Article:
By Adam Dawson
For a lot of Americana music fans, Rod Picott’s name might be most familiar for appearing in album credits as the co-writer on many great songs by such artists as Slaid Cleaves and Fred Eaglesmith. But dig just a little deeper, and you’ll uncover seven stunning albums of Picott’s own. Spend some quality time with any one of those records, and you’ll inevitably want to keep exploring the rest of his catalog — and ultimately come away a full-blown convert to Rod Picott’s “Circus of Misery and Heartbreak,” as the Maine-born, Nashville-based artist sardonically bills his roadshow. Throughout his career, Picott has established himself as a master of inhabiting the thoughts and emotions of the characters whose stories he so elegantly tells in song. Whether crawling inside them for a first-person perspective or telling their tales from an outsider’s point of view, Picott’s ability to make the lives of the people we drink with at the local watering hole, work next to on the factory lines, or share a queen-size bed with at night seem somehow unique and amazing while simultaneously remaining as comforting and familiar as our own lives.
Opening up in a way that he has never before on this year’s Fortune, Picott spins that ever-observant eye and pen onto himself. Fortune is by far the most personal and revealing album he has ever released. The songs themselves are honest and visceral, and his decision to cut his own soul out and put it on a recording make them even more relatable: we’ve all had our hearts broken, lost a friend, and felt like the whole damn world is out to get us. Sonically, Picott, producer Neilson Hubbard (Mr. Lemons Studios, East Nashville) and supporting cast Will Kimbrough and Lex Price have created a sparse and looming world that allows the lyrics to deliver a resounding impact. And Picott, never really known for his vocal tone, shines in this aspect: his voice on certain tracks becomes almost lullabyesque, while on others it takes on a grit that brings to mind a mid-70’s Tom Waits or a slightly tamer Howling Wolf.
We caught up with Rod via phone from his Nashville home on a two-day hiatus from his seemingly never ending tour. After driving nearly 18 hours the day before, he took the time to discuss Fortune, Christmas music, his top album of 2015 and his plans for the future.
Since its summer release, Fortune has received a lot of really good press, including from outlets like Rolling Stone. You’ve always garnered good reviews, but did the response to this album surprise you?
You know it’s hard to gauge that stuff. The one thing I think is interesting on the reviews of Fortune is that it is such a dark record. I was a little bit nervous about it, I was expecting the writers and reviewers to not get it maybe as much as the other records. But, they’ve liked it as much or more than the others. I keep thinking to myself, “Well, wait till you hear the next one then.”
You call it a dark record. But the subject matter of these songs also seems much more personal in nature than anything you’ve ever done before. What spurred that decision?
As I’m writing I’m collecting songs that I think belong to a family. I think of albums as albums, like a photo album: Here’s this time period or this group of things that go together. I found myself in a place where I felt like stripping away maybe even my own bullshit. I just wanted to make a record that was really raw in every way, so I pushed myself to write and be really raw in the subject matter. So I found that I was writing a lot about myself and personal and raw. Those were the marching orders when we went to make the recording. I told Neilson, I don’t care if I have to sit naked on a bucket in the rain to get the performances, we are going to do whatever it takes to get the right performance of every song. The main word was raw, and it was really pleasing, almost cathartic for me.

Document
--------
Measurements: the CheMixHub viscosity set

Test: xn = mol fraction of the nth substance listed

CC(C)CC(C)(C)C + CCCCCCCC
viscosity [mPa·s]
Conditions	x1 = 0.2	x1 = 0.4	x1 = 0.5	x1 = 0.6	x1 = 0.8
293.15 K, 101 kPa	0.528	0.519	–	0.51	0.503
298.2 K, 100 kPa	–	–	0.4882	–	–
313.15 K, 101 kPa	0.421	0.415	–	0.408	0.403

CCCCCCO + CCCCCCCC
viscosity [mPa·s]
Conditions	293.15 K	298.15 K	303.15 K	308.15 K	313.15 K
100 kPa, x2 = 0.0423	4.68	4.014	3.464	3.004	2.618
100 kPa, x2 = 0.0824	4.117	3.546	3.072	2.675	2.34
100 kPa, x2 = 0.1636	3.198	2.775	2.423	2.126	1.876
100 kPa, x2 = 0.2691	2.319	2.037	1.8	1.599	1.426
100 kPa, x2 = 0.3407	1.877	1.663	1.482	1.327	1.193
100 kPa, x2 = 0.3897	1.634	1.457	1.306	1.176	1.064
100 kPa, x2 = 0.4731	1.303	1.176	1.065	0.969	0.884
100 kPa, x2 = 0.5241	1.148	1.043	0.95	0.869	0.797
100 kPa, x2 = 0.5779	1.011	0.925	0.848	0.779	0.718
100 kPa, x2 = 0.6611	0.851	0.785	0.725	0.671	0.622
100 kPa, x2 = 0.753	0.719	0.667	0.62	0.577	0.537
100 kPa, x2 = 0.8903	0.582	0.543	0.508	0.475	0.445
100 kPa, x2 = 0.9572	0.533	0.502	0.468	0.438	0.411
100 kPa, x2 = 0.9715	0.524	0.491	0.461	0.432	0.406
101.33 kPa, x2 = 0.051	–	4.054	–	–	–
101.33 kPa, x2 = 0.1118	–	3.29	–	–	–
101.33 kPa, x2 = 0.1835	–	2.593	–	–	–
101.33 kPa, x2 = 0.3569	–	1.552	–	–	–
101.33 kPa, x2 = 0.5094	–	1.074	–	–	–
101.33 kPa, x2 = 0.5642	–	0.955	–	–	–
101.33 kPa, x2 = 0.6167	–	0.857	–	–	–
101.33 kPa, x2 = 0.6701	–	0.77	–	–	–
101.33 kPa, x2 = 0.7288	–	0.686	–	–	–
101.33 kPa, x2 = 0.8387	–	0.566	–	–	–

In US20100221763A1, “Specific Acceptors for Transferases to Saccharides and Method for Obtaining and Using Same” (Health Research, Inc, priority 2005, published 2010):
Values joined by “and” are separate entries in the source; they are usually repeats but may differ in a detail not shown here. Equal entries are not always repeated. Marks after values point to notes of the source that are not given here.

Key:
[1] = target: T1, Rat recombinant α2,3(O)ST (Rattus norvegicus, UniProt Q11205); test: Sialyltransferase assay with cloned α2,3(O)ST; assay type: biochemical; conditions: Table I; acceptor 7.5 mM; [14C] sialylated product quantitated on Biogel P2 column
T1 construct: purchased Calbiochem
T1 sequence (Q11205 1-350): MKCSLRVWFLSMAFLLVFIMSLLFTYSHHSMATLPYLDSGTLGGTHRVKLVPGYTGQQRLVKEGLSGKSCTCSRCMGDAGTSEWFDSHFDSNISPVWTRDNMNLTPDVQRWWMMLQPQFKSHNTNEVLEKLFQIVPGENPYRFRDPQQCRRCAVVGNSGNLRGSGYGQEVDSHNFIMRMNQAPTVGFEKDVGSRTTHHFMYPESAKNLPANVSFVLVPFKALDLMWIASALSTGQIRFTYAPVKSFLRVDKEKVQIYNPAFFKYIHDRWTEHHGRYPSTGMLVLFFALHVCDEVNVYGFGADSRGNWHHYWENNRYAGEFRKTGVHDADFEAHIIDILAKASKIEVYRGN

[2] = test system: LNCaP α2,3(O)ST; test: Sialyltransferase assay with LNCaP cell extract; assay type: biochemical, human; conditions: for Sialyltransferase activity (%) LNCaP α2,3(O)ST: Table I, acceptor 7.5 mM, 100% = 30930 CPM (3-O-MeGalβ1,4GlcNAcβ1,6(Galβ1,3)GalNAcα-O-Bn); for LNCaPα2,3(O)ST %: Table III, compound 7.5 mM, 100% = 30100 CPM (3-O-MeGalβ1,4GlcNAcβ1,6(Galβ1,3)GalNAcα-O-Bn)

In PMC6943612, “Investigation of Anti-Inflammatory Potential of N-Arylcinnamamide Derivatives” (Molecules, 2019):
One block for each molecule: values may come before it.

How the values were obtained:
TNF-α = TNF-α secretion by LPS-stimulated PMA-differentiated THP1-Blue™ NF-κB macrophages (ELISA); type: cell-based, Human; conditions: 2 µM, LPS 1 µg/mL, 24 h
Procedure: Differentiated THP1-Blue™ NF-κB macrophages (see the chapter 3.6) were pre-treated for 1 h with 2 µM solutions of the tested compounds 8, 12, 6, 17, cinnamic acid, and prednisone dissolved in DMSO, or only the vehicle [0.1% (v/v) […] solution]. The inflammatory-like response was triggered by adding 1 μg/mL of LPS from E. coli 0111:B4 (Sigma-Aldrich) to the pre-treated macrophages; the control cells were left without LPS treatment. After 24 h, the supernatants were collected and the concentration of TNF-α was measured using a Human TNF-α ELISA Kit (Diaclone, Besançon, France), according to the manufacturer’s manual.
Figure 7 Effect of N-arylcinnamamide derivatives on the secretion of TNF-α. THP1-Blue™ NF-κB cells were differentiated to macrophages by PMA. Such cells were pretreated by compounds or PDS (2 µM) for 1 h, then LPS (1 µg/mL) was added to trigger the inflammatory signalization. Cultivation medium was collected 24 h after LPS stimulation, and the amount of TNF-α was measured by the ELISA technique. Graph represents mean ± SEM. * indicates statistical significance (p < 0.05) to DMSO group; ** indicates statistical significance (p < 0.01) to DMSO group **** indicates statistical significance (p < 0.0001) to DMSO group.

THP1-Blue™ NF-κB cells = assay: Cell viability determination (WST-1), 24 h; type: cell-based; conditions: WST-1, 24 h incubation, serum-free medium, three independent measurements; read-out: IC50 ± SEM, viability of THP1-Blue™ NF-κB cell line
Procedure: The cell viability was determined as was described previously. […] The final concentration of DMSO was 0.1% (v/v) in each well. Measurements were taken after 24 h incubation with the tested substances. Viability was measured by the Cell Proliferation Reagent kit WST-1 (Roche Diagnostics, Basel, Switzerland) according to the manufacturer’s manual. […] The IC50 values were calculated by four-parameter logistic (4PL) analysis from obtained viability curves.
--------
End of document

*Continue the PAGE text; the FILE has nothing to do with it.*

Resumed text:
From a songwriting standpoint is it more difficult to crawl into that space as opposed to telling someone else’s story?
It sure felt more naked, I felt more vulnerable. The writing is done privately and I was comfortable with that even though I was more vulnerable. The part that was tricky was going in to make the record. Because then the stuff that feels good for you to perform privately, you are doing in front of people, and that is a completely different thing. But we did it in an environment that not only made it possible, but one that invited more vulnerability.
Have the songs on off Fortune gotten any noticeably different reactions from your fans, compared to your previous work?
I think that for a certain part of the audience they are even more meaningful. It’s obvious when a performer is letting their guard down and stripping themselves bare. I think if I’m doing my job and staying inside of the performance then it’s pretty powerful. It’s a fine line to sing these songs that are so personal and not make it about therapy for me, because it’s not my therapy. I’m there for the audience, it’s not supposed to be about my feelings. I think so far I’ve done a pretty good job of keeping that in mind.
You mentioned producer, Neilson Hubbard. This was your first time working with him. On your last release you worked with RS Field and prior to that you self produced all of your records. What pushed you towards working with Neilson and how was it a different experience?